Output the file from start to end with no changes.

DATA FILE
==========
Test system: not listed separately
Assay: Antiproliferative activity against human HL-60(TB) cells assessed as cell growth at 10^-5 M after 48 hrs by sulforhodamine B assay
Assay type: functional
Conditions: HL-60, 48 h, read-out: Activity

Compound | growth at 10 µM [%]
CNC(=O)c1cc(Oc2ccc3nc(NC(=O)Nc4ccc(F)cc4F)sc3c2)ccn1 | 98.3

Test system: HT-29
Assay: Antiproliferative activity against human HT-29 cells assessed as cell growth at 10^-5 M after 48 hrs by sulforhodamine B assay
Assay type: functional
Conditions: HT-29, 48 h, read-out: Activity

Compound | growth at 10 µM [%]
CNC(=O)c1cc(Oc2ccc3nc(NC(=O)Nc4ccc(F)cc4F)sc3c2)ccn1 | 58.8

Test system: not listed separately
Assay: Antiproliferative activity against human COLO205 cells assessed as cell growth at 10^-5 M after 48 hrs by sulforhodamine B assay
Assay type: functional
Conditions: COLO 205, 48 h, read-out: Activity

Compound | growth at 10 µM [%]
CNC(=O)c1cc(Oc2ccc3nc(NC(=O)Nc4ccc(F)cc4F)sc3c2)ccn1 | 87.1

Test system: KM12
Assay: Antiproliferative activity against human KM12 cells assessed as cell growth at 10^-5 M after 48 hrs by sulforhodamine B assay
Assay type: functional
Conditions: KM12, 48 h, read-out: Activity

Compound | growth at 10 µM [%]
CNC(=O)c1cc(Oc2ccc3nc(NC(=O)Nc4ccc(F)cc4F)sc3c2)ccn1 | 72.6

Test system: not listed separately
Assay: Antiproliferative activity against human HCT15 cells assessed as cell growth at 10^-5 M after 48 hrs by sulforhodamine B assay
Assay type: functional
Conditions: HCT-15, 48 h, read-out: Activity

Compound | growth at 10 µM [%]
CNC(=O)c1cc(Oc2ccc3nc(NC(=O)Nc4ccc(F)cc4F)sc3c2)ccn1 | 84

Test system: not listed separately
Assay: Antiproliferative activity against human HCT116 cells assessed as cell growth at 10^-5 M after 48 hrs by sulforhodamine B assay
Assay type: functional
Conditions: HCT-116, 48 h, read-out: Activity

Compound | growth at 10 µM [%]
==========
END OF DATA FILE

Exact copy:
Test system: not listed separately
Assay: Antiproliferative activity against human HL-60(TB) cells assessed as cell growth at 10^-5 M after 48 hrs by sulforhodamine B assay
Assay type: functional
Conditions: HL-60, 48 h, read-out: Activity

Compound | growth at 10 µM [%]
CNC(=O)c1cc(Oc2ccc3nc(NC(=O)Nc4ccc(F)cc4F)sc3c2)ccn1 | 98.3

Test system: HT-29
Assay: Antiproliferative activity against human HT-29 cells assessed as cell growth at 10^-5 M after 48 hrs by sulforhodamine B assay
Assay type: functional
Conditions: HT-29, 48 h, read-out: Activity

Compound | growth at 10 µM [%]
CNC(=O)c1cc(Oc2ccc3nc(NC(=O)Nc4ccc(F)cc4F)sc3c2)ccn1 | 58.8

Test system: not listed separately
Assay: Antiproliferative activity against human COLO205 cells assessed as cell growth at 10^-5 M after 48 hrs by sulforhodamine B assay
Assay type: functional
Conditions: COLO 205, 48 h, read-out: Activity

Compound | growth at 10 µM [%]
CNC(=O)c1cc(Oc2ccc3nc(NC(=O)Nc4ccc(F)cc4F)sc3c2)ccn1 | 87.1

Test system: KM12
Assay: Antiproliferative activity against human KM12 cells assessed as cell growth at 10^-5 M after 48 hrs by sulforhodamine B assay
Assay type: functional
Conditions: KM12, 48 h, read-out: Activity

Compound | growth at 10 µM [%]
CNC(=O)c1cc(Oc2ccc3nc(NC(=O)Nc4ccc(F)cc4F)sc3c2)ccn1 | 72.6

Test system: not listed separately
Assay: Antiproliferative activity against human HCT15 cells assessed as cell growth at 10^-5 M after 48 hrs by sulforhodamine B assay
Assay type: functional
Conditions: HCT-15, 48 h, read-out: Activity

Compound | growth at 10 µM [%]
CNC(=O)c1cc(Oc2ccc3nc(NC(=O)Nc4ccc(F)cc4F)sc3c2)ccn1 | 84

Test system: not listed separately
Assay: Antiproliferative activity against human HCT116 cells assessed as cell growth at 10^-5 M after 48 hrs by sulforhodamine B assay
Assay type: functional
Conditions: HCT-116, 48 h, read-out: Activity

Compound | growth at 10 µM [%]